Elvis Nyathi’s cousin, Mphathisi Ndlovu, expressed disappointment after the court granted bail to seven people who allegedly murdered the Zimbabwean national.
Ndlovu said Nyathi’s family would be very disappointed, since they perceived SA as a country that recognises human rights.
“We don’t understand why the court decides to give bail to people who [allegedly] killed someone in a brutal way. As the family we are scared,” Ndlovu told TimesLIVE after the proceedings were adjourned at the Randburg magistrate’s court.
He alleged that witnesses who were also attacked during the mob violence and had identified the accused are at home in Zimbabwe and are scared to return to SA.
Nyathi’s widow was also too scared to return to SA, despite being needed to identify her husband’s killers, Ndlovu said.
Nyathi was assaulted and burnt in April when some residents from Diepsloot, north of Johannesburg, embarked on alleged acts of vigilantism, attacking Zimbabwean nationals.
Residents accused the Zimbabweans nationals of committing crime in the area. They allegedly robbed some of the victims of their belongings and demanded money from their relatives in exchange for the release of those they held in captivity.
Ndlovu spoke of his family’s helplessness after Nyathi’s killing.
“There isn’t much that we can do, but even other family members who stay there are always scared to attend court proceedings. They don’t want to be spotted by family members of the accused. We just hope they will be safe,” said Ndlovu.
Cedrick Raseala, 41, Baron Mashele, 31, Godfrey Mahlo, 31, Thomas Serebane, 53, Phumudzo Tshirangwana, 38, Thabo Makgatho, 32, and Puleng Chipape, 34, are charged with murder, attempted murder, kidnapping, four counts of assault with intent to inflict grievous bodily harm, robbery with aggravating circumstances and extortion.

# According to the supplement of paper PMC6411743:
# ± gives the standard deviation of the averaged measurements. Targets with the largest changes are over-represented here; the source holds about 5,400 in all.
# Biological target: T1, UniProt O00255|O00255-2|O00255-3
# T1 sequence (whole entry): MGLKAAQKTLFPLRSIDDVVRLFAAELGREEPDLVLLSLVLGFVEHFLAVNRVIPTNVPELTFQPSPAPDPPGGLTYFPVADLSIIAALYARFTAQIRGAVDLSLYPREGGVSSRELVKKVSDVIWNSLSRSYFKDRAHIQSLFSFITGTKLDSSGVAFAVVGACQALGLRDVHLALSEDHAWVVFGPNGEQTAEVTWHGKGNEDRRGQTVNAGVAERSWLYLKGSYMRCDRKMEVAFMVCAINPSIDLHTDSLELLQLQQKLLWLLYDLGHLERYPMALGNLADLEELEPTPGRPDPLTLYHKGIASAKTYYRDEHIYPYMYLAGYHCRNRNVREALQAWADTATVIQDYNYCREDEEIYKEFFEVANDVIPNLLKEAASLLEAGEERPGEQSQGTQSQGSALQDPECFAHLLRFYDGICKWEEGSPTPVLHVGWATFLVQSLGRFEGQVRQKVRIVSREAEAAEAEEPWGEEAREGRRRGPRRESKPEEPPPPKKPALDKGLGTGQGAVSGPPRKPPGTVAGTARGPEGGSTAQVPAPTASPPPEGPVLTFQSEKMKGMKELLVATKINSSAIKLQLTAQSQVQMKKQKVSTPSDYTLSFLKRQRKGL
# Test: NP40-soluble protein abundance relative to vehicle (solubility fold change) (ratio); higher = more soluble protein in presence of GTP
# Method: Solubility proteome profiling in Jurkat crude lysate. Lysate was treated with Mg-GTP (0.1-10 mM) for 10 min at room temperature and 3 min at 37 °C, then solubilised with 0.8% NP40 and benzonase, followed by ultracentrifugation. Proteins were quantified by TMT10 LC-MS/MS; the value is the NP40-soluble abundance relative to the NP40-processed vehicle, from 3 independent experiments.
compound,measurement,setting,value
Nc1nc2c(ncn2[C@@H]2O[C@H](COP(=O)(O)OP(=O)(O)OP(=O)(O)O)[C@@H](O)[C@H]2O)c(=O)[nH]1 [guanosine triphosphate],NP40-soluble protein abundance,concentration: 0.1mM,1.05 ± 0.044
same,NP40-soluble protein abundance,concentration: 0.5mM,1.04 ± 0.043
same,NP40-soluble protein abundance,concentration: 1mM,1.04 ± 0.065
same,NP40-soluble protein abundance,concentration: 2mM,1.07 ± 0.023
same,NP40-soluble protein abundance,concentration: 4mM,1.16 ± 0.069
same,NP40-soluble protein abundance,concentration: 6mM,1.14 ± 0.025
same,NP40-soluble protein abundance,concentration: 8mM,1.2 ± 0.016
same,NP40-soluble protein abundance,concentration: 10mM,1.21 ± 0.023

The seven were granted bail of R3,000 each.
State prosecutor Dinesh Nandkisoor opposed bail. He submitted an affidavit from the investigating officer stating that if the accused were released on bail there was a likelihood they would endanger the safety of the public, attempt to evade trial, influence or intimidate witnesses and their release would jeopardise the functioning of the criminal justice system.
The court, however, granted them bail.
NPA regional spokesperson Phindi Mjonondwane said they accepted and respected the decision of the court.
“The court ruled that the accused were suitable candidates to be admitted to bail, taking into consideration their right to be presumed innocent until proven guilty as well as that bail serves to secure the court attendance by the accused,” she said.
When magistrate Hleziphi Mkhasibe delivered the judgment on the bail application, she said the state didn’t demonstrate the role of each accused in the commission of a crime.
“I am mindful that this is not a trial court but if they want to demonstrate that the case against the accused is strong, the least they could have done is to demonstrate that,” she said.
Their case was postponed to July 7.